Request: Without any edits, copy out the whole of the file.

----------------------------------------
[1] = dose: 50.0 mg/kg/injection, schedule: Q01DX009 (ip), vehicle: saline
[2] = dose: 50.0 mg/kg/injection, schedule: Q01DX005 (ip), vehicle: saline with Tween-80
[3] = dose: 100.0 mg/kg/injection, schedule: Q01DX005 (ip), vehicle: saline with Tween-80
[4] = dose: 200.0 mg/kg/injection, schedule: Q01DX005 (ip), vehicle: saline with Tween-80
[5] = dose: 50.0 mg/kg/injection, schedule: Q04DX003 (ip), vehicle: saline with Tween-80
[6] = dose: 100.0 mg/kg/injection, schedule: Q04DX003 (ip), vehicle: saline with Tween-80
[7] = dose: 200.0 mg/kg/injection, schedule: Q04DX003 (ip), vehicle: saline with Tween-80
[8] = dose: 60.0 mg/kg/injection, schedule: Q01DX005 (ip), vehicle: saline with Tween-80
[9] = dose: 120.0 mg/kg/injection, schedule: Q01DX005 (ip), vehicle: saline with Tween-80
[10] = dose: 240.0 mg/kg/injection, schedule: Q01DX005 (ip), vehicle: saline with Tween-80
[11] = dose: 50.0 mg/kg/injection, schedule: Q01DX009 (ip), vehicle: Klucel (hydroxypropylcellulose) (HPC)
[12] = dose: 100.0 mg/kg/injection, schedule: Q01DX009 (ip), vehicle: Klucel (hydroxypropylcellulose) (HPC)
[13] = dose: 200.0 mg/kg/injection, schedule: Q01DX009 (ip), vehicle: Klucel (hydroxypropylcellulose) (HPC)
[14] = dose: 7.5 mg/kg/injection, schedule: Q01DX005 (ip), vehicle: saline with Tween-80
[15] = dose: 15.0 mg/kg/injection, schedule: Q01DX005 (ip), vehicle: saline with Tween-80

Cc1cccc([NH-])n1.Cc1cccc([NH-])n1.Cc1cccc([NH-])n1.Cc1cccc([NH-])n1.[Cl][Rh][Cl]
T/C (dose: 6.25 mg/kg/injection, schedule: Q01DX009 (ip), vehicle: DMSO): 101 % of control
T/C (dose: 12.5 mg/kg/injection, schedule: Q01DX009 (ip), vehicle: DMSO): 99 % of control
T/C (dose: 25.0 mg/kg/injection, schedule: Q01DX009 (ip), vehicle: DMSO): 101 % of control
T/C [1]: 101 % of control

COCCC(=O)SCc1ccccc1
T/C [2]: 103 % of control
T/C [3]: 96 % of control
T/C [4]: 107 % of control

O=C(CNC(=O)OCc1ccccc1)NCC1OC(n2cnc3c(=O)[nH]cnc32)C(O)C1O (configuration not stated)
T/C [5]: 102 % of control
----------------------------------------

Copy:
[1] = dose: 50.0 mg/kg/injection, schedule: Q01DX009 (ip), vehicle: saline
[2] = dose: 50.0 mg/kg/injection, schedule: Q01DX005 (ip), vehicle: saline with Tween-80
[3] = dose: 100.0 mg/kg/injection, schedule: Q01DX005 (ip), vehicle: saline with Tween-80
[4] = dose: 200.0 mg/kg/injection, schedule: Q01DX005 (ip), vehicle: saline with Tween-80
[5] = dose: 50.0 mg/kg/injection, schedule: Q04DX003 (ip), vehicle: saline with Tween-80
[6] = dose: 100.0 mg/kg/injection, schedule: Q04DX003 (ip), vehicle: saline with Tween-80
[7] = dose: 200.0 mg/kg/injection, schedule: Q04DX003 (ip), vehicle: saline with Tween-80
[8] = dose: 60.0 mg/kg/injection, schedule: Q01DX005 (ip), vehicle: saline with Tween-80
[9] = dose: 120.0 mg/kg/injection, schedule: Q01DX005 (ip), vehicle: saline with Tween-80
[10] = dose: 240.0 mg/kg/injection, schedule: Q01DX005 (ip), vehicle: saline with Tween-80
[11] = dose: 50.0 mg/kg/injection, schedule: Q01DX009 (ip), vehicle: Klucel (hydroxypropylcellulose) (HPC)
[12] = dose: 100.0 mg/kg/injection, schedule: Q01DX009 (ip), vehicle: Klucel (hydroxypropylcellulose) (HPC)
[13] = dose: 200.0 mg/kg/injection, schedule: Q01DX009 (ip), vehicle: Klucel (hydroxypropylcellulose) (HPC)
[14] = dose: 7.5 mg/kg/injection, schedule: Q01DX005 (ip), vehicle: saline with Tween-80
[15] = dose: 15.0 mg/kg/injection, schedule: Q01DX005 (ip), vehicle: saline with Tween-80

Cc1cccc([NH-])n1.Cc1cccc([NH-])n1.Cc1cccc([NH-])n1.Cc1cccc([NH-])n1.[Cl][Rh][Cl]
T/C (dose: 6.25 mg/kg/injection, schedule: Q01DX009 (ip), vehicle: DMSO): 101 % of control
T/C (dose: 12.5 mg/kg/injection, schedule: Q01DX009 (ip), vehicle: DMSO): 99 % of control
T/C (dose: 25.0 mg/kg/injection, schedule: Q01DX009 (ip), vehicle: DMSO): 101 % of control
T/C [1]: 101 % of control

COCCC(=O)SCc1ccccc1
T/C [2]: 103 % of control
T/C [3]: 96 % of control
T/C [4]: 107 % of control

O=C(CNC(=O)OCc1ccccc1)NCC1OC(n2cnc3c(=O)[nH]cnc32)C(O)C1O (configuration not stated)
T/C [5]: 102 % of control